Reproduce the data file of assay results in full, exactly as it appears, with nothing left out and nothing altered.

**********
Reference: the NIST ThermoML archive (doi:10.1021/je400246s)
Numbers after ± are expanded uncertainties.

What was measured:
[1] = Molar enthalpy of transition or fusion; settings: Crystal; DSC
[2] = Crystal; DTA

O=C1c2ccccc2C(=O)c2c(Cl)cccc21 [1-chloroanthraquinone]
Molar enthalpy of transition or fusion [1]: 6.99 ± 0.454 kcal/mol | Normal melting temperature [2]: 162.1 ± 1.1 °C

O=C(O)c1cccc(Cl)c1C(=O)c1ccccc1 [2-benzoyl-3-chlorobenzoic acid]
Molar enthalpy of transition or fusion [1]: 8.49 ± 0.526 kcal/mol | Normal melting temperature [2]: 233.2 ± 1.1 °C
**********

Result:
Reference: the NIST ThermoML archive (doi:10.1021/je400246s)
Numbers after ± are expanded uncertainties.

What was measured:
[1] = Molar enthalpy of transition or fusion; settings: Crystal; DSC
[2] = Crystal; DTA

O=C1c2ccccc2C(=O)c2c(Cl)cccc21 [1-chloroanthraquinone]
Molar enthalpy of transition or fusion [1]: 6.99 ± 0.454 kcal/mol | Normal melting temperature [2]: 162.1 ± 1.1 °C

O=C(O)c1cccc(Cl)c1C(=O)c1ccccc1 [2-benzoyl-3-chlorobenzoic acid]
Molar enthalpy of transition or fusion [1]: 8.49 ± 0.526 kcal/mol | Normal melting temperature [2]: 233.2 ± 1.1 °C